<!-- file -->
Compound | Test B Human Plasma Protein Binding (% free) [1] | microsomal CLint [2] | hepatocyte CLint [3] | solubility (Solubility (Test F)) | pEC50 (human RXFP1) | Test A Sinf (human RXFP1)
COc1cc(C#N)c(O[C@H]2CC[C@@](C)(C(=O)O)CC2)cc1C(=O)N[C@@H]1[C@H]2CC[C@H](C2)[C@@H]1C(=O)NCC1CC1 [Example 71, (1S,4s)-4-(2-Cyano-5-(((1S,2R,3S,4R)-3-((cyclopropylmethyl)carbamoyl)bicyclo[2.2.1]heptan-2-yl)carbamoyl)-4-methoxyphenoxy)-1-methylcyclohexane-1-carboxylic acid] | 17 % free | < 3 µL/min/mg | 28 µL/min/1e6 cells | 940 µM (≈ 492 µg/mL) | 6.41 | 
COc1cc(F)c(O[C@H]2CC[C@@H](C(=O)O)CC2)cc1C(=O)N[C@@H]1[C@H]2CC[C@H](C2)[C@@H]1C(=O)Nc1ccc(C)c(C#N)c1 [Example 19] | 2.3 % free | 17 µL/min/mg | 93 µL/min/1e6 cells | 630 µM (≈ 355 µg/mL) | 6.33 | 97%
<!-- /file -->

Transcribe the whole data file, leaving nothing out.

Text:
Compound | Test B Human Plasma Protein Binding (% free) [1] | microsomal CLint [2] | hepatocyte CLint [3] | solubility (Solubility (Test F)) | pEC50 (human RXFP1) | Test A Sinf (human RXFP1)
COc1cc(C#N)c(O[C@H]2CC[C@@](C)(C(=O)O)CC2)cc1C(=O)N[C@@H]1[C@H]2CC[C@H](C2)[C@@H]1C(=O)NCC1CC1 [Example 71, (1S,4s)-4-(2-Cyano-5-(((1S,2R,3S,4R)-3-((cyclopropylmethyl)carbamoyl)bicyclo[2.2.1]heptan-2-yl)carbamoyl)-4-methoxyphenoxy)-1-methylcyclohexane-1-carboxylic acid] | 17 % free | < 3 µL/min/mg | 28 µL/min/1e6 cells | 940 µM (≈ 492 µg/mL) | 6.41 | 
COc1cc(F)c(O[C@H]2CC[C@@H](C(=O)O)CC2)cc1C(=O)N[C@@H]1[C@H]2CC[C@H](C2)[C@@H]1C(=O)Nc1ccc(C)c(C#N)c1 [Example 19] | 2.3 % free | 17 µL/min/mg | 93 µL/min/1e6 cells | 630 µM (≈ 355 µg/mL) | 6.33 | 97%